• The road surface becomes rougher the higher you climb with long corrugated sections
  • Tire selection is essential, and you will want to run a minimum of 28mm tires
  • You will want to be running a compact
  • Toilets available in the Mountain bike carpark at the top of the climb

How to get there:

Bowden Spur Road is located in the town of Strathewen which is located 50 km to the north east of Melbourne.

Mountain Biking

At the top of the climb is the Bowden Spur Mountain Bike park which was opened in 2012. It has a number of downhill mountain bike trails which offer a 233 metre descent. These trail have dirt jumps, rock gardens, bomb holes, flowing earth berms and has large sections of off-camber riding. . The tracks are extremely difficult and recommended for experts only.

There is a designated parking area for these tracks approximately 200 meters from the intersection of the Kinglake-Whittlesea Road.

Bowden Spur Road
Bowden Spur Road

During fire season

Bowden Spur Road is in a fire district. Anyone entering parks and forests during the bushfire season needs to stay aware of forecast weather conditions. Check the Fire Danger Rating and for days of Total Fire Ban at or call the VicEmergency Hotline on 1800 226 226.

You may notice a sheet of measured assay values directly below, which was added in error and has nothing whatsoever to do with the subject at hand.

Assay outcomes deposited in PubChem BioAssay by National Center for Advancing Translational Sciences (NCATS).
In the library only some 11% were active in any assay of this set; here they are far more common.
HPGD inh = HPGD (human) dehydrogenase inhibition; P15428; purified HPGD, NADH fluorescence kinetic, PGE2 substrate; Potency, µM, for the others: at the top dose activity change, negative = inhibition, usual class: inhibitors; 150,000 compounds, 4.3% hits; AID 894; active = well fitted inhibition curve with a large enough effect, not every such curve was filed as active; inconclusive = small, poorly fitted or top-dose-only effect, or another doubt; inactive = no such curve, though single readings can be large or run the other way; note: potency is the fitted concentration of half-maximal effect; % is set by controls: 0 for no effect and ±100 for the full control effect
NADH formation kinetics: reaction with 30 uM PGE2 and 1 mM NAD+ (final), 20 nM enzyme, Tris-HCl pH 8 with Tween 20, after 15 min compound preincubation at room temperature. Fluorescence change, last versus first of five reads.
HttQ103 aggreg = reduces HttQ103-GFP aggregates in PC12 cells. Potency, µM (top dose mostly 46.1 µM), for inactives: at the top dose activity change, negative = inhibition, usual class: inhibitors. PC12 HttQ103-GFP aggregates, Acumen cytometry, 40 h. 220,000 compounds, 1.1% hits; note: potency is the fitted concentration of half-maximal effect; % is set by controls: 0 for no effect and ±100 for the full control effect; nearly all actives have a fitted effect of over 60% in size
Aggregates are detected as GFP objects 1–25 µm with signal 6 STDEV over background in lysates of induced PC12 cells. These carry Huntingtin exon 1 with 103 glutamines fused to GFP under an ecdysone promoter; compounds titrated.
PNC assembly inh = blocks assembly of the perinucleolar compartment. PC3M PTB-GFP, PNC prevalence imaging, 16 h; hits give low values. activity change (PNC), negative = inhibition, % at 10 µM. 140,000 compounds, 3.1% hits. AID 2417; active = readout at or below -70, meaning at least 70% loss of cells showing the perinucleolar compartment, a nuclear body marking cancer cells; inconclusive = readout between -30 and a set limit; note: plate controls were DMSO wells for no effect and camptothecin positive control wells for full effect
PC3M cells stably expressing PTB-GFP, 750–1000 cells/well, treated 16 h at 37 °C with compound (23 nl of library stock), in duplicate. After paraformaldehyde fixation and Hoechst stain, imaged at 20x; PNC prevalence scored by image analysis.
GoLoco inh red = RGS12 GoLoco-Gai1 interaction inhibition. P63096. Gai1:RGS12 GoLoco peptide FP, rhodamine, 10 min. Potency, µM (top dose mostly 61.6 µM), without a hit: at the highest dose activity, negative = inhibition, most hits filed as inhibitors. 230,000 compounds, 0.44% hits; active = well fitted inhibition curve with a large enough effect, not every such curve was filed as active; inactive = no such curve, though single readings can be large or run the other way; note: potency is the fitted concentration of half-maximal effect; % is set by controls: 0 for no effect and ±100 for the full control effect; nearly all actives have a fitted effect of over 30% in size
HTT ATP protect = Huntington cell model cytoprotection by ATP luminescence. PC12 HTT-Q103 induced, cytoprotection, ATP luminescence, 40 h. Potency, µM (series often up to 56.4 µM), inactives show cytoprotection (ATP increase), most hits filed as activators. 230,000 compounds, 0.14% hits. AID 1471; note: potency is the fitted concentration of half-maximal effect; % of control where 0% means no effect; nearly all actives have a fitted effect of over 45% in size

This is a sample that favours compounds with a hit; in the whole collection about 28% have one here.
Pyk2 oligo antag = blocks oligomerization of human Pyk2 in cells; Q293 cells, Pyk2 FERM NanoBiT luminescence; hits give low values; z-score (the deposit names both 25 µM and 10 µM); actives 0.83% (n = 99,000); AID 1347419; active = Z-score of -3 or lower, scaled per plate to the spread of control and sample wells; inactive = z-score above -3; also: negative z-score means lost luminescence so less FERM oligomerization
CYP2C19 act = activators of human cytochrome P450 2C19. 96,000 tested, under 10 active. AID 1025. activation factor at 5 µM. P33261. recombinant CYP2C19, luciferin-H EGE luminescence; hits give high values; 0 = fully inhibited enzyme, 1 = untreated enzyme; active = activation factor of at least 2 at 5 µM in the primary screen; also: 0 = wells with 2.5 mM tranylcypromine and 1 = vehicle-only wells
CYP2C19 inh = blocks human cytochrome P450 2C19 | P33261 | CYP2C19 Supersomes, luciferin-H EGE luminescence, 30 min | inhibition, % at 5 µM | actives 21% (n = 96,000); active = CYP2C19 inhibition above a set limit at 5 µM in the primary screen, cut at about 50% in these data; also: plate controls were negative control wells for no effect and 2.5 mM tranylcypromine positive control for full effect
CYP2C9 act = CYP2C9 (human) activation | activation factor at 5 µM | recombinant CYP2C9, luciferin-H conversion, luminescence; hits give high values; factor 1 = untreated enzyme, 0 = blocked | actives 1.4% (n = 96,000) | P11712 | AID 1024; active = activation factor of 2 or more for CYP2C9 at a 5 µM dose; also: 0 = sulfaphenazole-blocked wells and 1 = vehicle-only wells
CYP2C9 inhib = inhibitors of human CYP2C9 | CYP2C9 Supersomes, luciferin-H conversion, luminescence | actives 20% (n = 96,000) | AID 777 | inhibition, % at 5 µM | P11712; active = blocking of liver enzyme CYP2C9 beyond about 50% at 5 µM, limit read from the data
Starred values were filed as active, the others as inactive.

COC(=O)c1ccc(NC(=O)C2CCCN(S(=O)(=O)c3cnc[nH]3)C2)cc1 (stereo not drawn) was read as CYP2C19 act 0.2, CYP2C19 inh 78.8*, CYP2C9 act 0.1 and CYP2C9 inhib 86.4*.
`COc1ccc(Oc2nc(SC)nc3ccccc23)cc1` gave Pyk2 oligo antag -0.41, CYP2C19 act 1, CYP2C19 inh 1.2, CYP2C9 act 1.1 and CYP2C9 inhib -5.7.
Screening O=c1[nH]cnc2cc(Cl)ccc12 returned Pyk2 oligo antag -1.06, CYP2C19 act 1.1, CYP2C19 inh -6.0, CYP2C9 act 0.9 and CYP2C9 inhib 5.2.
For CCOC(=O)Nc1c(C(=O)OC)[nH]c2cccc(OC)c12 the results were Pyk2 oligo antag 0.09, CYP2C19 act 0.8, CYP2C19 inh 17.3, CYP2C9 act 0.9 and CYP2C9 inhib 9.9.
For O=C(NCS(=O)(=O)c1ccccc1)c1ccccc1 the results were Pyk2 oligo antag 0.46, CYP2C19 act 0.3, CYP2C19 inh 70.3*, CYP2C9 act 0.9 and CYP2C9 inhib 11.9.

Deans Marsh Road (Lorne)

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Distance: 10 km
Average Gradient: 4%
Altitude gained: 416 meters
Surface: Sealed
Category: 2

Click here for the link to the Strava segment.

Deans Marsh Road is a stunning road which links the town of Lorne on the Great Ocean Road to the town of Deans Marsh.  This climb takes you through the majestic Otway State Forest.  This is renowned for its tall trees, ancient plant life and lush ferns and is quite a stunning rain forest.  This is a climb which if you haven’t done, you should add to your bucket list.

Deans Marsh Road
The Erskine River

Deans Marsh Road climb

The climb starts In Lorne just next to the Erskine River at the roundabout next to the Foodworks at Deans Marsh Road & the Great Ocean Road.

The climb up Deans Marsh Road is 10 km in distance and overall is offers a fairly consistent gradient and is considered a gentle climb. The road is well shaded and protected from the wind, and is a good climb to do all year round.  Deans Marsh Road winds its way through the Otway State Forest, which has lots of winding corners and stunning scenery to help break up your climb.  You’ll find a short false flat at 4 and 6.5 km into the climb.

Deans Marsh Road

This is a climb which you will want to find your sweet spot and sit on a nice steady tempo.  Its also a great climb to test yourself out on, and have a pissing contest with your mates.  This climb is also a favourite of Tour de France winner Cadel Evens who lives in Barwon Heads.

The climb ends at the intersection with Benwerrin-Mount Sabine Road.

This climb has been used in the Amy Gillet Gran Fondo.  A Gran Fondo is an age-old Italian cycling term, which means ‘great endurance’. The top 25% of finishers in the Age Group categories can qualify for the UCI Gran Fondo World Championships.

Deans Marsh Road
Deans Marsh Road